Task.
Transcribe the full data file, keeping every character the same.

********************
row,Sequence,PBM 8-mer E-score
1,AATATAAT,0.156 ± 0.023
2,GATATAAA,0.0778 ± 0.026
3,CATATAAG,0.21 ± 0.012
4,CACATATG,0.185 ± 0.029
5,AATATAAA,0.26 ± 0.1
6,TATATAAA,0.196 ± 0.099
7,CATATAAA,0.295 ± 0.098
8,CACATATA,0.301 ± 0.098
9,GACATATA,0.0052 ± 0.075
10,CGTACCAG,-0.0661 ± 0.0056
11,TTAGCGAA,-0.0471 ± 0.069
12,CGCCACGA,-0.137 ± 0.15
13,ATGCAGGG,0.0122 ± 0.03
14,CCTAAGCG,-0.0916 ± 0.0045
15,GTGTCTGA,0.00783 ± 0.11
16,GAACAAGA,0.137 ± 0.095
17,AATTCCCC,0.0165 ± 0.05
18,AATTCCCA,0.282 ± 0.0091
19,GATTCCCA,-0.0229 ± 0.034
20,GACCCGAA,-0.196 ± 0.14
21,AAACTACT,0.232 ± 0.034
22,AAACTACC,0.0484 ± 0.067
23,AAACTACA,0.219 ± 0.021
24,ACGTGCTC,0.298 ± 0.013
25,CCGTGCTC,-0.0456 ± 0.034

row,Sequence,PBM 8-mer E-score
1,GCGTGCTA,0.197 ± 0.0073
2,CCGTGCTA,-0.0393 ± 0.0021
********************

row,Sequence,PBM 8-mer E-score
1,AATATAAT,0.156 ± 0.023
2,GATATAAA,0.0778 ± 0.026
3,CATATAAG,0.21 ± 0.012
4,CACATATG,0.185 ± 0.029
5,AATATAAA,0.26 ± 0.1
6,TATATAAA,0.196 ± 0.099
7,CATATAAA,0.295 ± 0.098
8,CACATATA,0.301 ± 0.098
9,GACATATA,0.0052 ± 0.075
10,CGTACCAG,-0.0661 ± 0.0056
11,TTAGCGAA,-0.0471 ± 0.069
12,CGCCACGA,-0.137 ± 0.15
13,ATGCAGGG,0.0122 ± 0.03
14,CCTAAGCG,-0.0916 ± 0.0045
15,GTGTCTGA,0.00783 ± 0.11
16,GAACAAGA,0.137 ± 0.095
17,AATTCCCC,0.0165 ± 0.05
18,AATTCCCA,0.282 ± 0.0091
19,GATTCCCA,-0.0229 ± 0.034
20,GACCCGAA,-0.196 ± 0.14
21,AAACTACT,0.232 ± 0.034
22,AAACTACC,0.0484 ± 0.067
23,AAACTACA,0.219 ± 0.021
24,ACGTGCTC,0.298 ± 0.013
25,CCGTGCTC,-0.0456 ± 0.034

row,Sequence,PBM 8-mer E-score
1,GCGTGCTA,0.197 ± 0.0073
2,CCGTGCTA,-0.0393 ± 0.0021